On September 13, Maine’s Supreme Judicial Court (the “Law Court”), in a 4-2 split decision, issued an opinion that may expose mortgagees and mortgage servicers to significant liability under the Maine statute that governs the discharge of mortgages, 33 M.R.S. § 551. In Sabina v. JPMorgan Chase Bank, N.A., 2016 ME 141, the Law Court announced that a mortgagee who timely records a release of its mortgage and informs the mortgagor of its recording, nevertheless violates § 551 when the mortgagee sends to the mortgagor a copy of the recorded release rather than the original recorded document. In such circumstances, the Law Court announced, § 551 subjects a mortgagee (defined to include any servicer who receives final payment on a mortgage) to exemplary damages of $500 per violation as well as court costs and reasonable attorney’s fees in any action to enforce the statute.

How Did the Court Reach its Conclusion?

Maine law requires a mortgagee to do two things after a mortgagor fully performs his or her obligations under a mortgage. First, the mortgagee must record a release of the mortgage within 60 days. 33 M.R.S. § 551. Next, upon receipt of the recorded release from the registry of deeds, the mortgagee must send the release by first class mail to the mortgagor within 30 days. Id. These statutory requirements serve two purposes: (i) removal of a cloud upon the mortgagor’s title; and (ii) notice to the mortgagor that the cloud has been removed.

In filing their class action law suit against JPMorgan Chase Bank, N.A. (“Chase”), Alec and Emma Sabina, represented by Portland law firm Bernstein Shur, did not argue that Chase, represented by Morgan Lewis & Bockius, of Boston and Miami, violated § 551 by failing to timely record a release or by failing to timely inform the Sabinas that the release had been recorded.[1] Rather, the Sabinas argued that Chase violated the statute merely because it mailed them a copy of the recorded release rather than the original. The Superior Court dismissed the Sabinas’ complaint for failure to state a claim. On appeal, a four judge majority of the Law Court reversed, relying entirely on its interpretation of the plain language of the statute. The Court specifically focused on the statute’s mandate that “[w]ithin 30 days after receiving the recorded release of the mortgage from the registry of deeds, the mortgagee shall send the release to the mortgagor’s address.” 33 M.R.S. § 551 (emphasis added). The Court concluded that “[t]he Legislature’s use of the definite article ‘the’ as opposed to the indefinite article ‘a’ or the phrase ‘a copy of’—indicates that it intended to require the mortgagee to mail the same document that it receives from the registry of deeds.” 2016 MR 141, ¶9. Justices Jabar and Alexander dissented, reasoning that “interpreting [§ 551] according to its plain meaning leads to an absurd result” since § 551’s purposes are served equally where mortgagor provides a copy of the recorded release rather than the original. Id. at ¶14. Penalizing a mortgage for “noncompliance” where the statute’s purposes are fulfilled, the dissenters reasoned, is illogical. Id. at ¶¶14, 17-19. Chief Justice Saufley did not participate in the decision.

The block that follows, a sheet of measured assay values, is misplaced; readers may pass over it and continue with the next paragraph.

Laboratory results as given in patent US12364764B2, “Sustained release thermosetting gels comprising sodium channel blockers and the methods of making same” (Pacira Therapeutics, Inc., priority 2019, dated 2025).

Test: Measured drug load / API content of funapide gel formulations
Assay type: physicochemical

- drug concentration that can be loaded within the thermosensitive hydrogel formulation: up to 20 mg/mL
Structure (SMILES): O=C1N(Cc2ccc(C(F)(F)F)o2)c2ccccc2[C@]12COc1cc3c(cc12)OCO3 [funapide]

What Is a Mortgagee to Do After Sabina?

Sabina clearly tells us that, where a mortgagee records a release in paper form, the mortgagee must send the mortgagor the original “wet ink” recorded release it receives returned from the registry of deeds, not a photocopy. Many registries, however, now accept electronic recording and many mortgagees use it, eliminating “wet ink” original documents from the process. Where a mortgagee records electronically, the registry receives only an electronic copy of the original release and, in turn, provides only an electronic copy of the recorded release to the mortgagee. Over time, this will undoubtedly become the predominant if not exclusive means of recording mortgage discharges.

So what constitutes “the release” that a mortgagee must mail to its mortgagor to comply with § 551 in the case of electronic filing? In Sabina, the parties raised some of the issues electronic recording creates with respect to compliance with § 551 as interpreted by the Law Court. The Court clearly stated that where a registry never receives a “wet ink original,” such as in the case of electronic recording, § 551 does not require the mortgagee to mail one to the mortgagor. Yet, the Court presumed that, when the mortgagee records its release electronically, the registry still returns to the mortgagee a recorded release in paper format and, consequently, did not explain what a mortgagee must mail when it receives the recorded release from the registry only in electronic format. 2016 ME 141, at ¶11 n.5. Rather than confronting and resolving the issues presented as urged by Chase, the Court merely suggested that “the Legislature may wish to clarify how a mortgagor could ‘send the release by first class mail’ to a mortgagor,” if registries return the release only in electronic format. Given the growing prevalence of electronic recording in Maine, the Court’s suggestion that there is ambiguity in the statute in this context calls into question the very premise of its principal holding in Sabina – that the statute is supposedly unambiguous. Until that ambiguity is resolved by the Law Court or the Legislature, mortgagees are left to guess what they must send to mortgagors to avoid penalties under § 551 in the event of electronic filing —a paper copy of the electronic file provided by the registry, an electronic copy of the file, both, or something else?